Mehmed and Musa edit

Manuel II Palaiologos, the Byzantine emperor, had been the ally of Suleyman; Mûsa therefore besieged Constantinople.[21] Manuel called on Mehmed to protect him, and Mehmed's Ottomans now garrisoned Constantinople against Musa's Ottomans of Thrace. Mehmed made several unsuccessful sallies against his brother's troops, and was obliged to re-cross the Bosporus to quell a revolt that had broken out in his own territories. Mûsa now pressed the siege of Constantinople. Mehmed returned to Thrace, and obtained the assistance of Stefan Lazarevic, the Serbian Despot.

The armies of the rival Ottoman brothers met on the plain of Chamurli (today Samokov, Bulgaria). Hassan, the Agha of the Janissaries of Mehmed, stepped out before the ranks and tried to get the troops to change sides. Mûsa rushed towards Hassan and killed him, but was himself wounded by an officer who had accompanied Hassan. Mûsa's Ottomans fought well, but the battle was won by Mehmed and his allies.[22] Mûsa fled, was later captured and strangled.[23] With Mûsa dead, Mehmed was the sole surviving son of the late Sultan Bayezid I and became Sultan Mehmed I. The Interregnum was a striking example of the fratricide that would become common in Ottoman successions.

Political titles edit

During the Interregnum, only Mehmed minted coins titling himself Sultan. His brother Suleyman's coins called himself, Emir Suleyman b. Bayezid, while Musa's coins stated, Musa b. Bayezid. No coins of Isa's have survived.[24]

Notes edit

  1. ^ Initially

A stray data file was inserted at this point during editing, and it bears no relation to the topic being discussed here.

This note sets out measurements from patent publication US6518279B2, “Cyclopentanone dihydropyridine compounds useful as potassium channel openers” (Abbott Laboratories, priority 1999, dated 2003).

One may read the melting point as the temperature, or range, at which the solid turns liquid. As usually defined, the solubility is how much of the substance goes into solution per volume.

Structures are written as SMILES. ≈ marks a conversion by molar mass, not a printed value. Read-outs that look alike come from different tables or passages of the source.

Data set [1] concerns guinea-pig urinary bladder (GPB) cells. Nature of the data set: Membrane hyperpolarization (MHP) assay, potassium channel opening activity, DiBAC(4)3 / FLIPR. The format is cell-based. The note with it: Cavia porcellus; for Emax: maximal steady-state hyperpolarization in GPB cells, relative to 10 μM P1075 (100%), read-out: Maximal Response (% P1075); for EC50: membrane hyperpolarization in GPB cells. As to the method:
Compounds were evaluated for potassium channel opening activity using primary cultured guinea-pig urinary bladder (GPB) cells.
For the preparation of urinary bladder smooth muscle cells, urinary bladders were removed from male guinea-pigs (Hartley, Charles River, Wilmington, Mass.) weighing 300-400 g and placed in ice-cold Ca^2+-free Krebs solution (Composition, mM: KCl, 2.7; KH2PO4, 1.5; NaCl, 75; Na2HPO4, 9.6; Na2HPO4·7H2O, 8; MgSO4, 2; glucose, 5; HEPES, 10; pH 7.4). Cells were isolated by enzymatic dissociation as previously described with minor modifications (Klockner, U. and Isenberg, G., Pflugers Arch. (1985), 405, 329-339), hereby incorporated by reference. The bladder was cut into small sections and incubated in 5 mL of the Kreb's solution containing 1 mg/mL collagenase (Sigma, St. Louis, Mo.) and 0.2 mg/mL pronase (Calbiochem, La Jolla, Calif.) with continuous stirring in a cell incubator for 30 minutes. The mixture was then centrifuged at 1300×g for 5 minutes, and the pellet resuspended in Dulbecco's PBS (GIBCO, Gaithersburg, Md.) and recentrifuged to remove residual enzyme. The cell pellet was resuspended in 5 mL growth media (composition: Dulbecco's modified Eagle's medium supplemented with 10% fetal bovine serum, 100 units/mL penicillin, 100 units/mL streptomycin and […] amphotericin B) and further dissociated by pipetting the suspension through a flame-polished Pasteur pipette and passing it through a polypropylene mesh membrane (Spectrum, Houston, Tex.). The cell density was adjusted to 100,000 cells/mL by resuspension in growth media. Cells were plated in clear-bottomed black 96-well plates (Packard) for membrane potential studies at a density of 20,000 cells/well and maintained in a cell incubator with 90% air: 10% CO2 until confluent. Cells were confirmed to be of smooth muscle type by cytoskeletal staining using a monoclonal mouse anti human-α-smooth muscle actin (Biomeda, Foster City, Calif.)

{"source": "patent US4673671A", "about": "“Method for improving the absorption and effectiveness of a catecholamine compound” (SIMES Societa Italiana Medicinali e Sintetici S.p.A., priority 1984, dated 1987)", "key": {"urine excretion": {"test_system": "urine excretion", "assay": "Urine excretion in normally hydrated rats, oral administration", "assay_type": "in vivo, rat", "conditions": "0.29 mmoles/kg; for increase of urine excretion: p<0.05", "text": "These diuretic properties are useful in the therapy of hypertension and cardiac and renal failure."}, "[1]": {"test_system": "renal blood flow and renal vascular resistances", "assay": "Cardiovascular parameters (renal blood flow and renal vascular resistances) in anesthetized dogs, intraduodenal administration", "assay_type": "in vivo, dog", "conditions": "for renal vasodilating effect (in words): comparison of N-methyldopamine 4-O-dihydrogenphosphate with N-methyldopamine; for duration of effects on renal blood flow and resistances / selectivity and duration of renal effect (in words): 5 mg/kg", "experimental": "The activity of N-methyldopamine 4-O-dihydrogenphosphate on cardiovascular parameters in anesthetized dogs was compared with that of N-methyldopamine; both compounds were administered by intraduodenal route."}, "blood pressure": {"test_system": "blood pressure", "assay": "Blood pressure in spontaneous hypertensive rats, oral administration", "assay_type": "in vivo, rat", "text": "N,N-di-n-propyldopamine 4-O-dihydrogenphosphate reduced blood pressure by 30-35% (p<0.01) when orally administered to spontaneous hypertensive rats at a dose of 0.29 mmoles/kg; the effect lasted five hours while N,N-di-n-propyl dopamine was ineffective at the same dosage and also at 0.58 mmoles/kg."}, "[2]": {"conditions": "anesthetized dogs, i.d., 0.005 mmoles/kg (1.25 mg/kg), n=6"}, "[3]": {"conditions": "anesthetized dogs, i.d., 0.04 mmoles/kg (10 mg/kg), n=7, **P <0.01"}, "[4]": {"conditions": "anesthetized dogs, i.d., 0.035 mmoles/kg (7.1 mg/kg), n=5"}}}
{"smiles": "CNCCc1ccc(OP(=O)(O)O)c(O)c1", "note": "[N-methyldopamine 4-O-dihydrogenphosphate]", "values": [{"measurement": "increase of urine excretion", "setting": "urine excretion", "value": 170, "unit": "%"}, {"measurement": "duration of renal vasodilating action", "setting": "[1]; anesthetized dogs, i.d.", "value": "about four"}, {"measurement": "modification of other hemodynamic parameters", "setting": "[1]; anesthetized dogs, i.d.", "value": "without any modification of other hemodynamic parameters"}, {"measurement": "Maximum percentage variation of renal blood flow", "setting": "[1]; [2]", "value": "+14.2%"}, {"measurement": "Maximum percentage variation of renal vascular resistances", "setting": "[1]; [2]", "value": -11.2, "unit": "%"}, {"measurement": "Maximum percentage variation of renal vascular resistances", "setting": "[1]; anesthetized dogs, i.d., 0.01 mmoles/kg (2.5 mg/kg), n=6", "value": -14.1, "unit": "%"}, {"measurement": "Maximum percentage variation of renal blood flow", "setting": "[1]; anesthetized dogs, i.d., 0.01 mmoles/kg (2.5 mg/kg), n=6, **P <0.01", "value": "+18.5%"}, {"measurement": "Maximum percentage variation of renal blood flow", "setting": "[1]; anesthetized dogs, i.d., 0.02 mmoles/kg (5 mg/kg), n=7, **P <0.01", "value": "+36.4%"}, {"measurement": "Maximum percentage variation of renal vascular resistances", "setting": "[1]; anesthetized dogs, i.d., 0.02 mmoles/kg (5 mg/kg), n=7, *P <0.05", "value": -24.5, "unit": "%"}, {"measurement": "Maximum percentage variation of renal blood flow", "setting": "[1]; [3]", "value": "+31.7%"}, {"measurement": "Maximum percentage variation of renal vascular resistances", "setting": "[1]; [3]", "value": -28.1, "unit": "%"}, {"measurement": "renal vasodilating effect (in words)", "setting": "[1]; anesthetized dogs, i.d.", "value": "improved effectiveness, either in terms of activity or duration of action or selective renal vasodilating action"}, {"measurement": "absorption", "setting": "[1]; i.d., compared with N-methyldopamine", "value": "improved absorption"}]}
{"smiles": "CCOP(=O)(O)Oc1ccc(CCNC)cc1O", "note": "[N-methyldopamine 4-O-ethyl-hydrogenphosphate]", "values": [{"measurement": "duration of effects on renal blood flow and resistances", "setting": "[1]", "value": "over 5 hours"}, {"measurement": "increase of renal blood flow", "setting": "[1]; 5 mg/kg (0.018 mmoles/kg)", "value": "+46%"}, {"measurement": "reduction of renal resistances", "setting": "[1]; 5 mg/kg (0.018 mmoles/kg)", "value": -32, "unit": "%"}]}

2. ^ Died of natural causes
  3. ^ Later
  4. ^ After the death of Suleyman Çelebi, Orhan, his very young son attempted to take over the kingdom with the help of certain lords, but his paternal uncle Musa attacked him and, through betrayal rather than battle, ...[5]

References edit

  1. ^ Mélikoff 1965, pp. 599–600.
  2. ^ Kastritsis 2007, pp. 50, 80, 109.
  3. ^ Zachariadou 1983, p. 86.
  4. ^ Kastritsis 2007, p. 119.
  5. ^ Philippides 2007, p. 73.
  6. ^ Kastritsis 2007, p. 140.
  7. ^ "BEDREDDİN SİMÂVÎ Simavna Kadısı Oğlu Şeyh Bedreddin Mahmud (ö. 823/1420) Osmanlı fakih ve mutasavvıfı, önemli bir isyan ve ihtilâl hareketinin başlatıcısı.". TDV Encyclopedia of Islam (44+2 vols.) (in Turkish). Istanbul: Turkiye Diyanet Foundation, Centre for Islamic Studies. 1988–2016.
  8. ^ Kastritsis 2007, p. xi.
  9. ^ "FETRET DEVRİ". TDV Encyclopedia of Islam (44+2 vols.) (in Turkish). Istanbul: Turkiye Diyanet Foundation, Centre for Islamic Studies. 1988–2016.
  10. ^ Fine 1994, p. 499.
  11. ^ a b Kastritsis 2007, p. 79.
  12. ^ Kastritsis 2007, p. 73.
  13. ^ a b Pitcher 1968, p. 59.
  14. ^ Kastritsis 2007, pp. 90–91.
  15. ^ Kastritsis 2007, pp. 109–110.
  16. ^ Kastritsis 2007, p. 85.
  17. ^ Kastritsis 2007, p. 110.
  18. ^ Kastritsis 2007, p. 112.
  19. ^ Finkel 2006, p. 32.
  20. ^ Kastritsis 2007, pp. 155–156.
  21. ^ Ostrogorsky 1969, p. 557.
  22. ^ Spuler, Bagley & Kissling 1996, p. 14.
  23. ^ Nicol 1972, p. 327.
  24. ^ Kastritsis 2007, p. 198.

Bibliography edit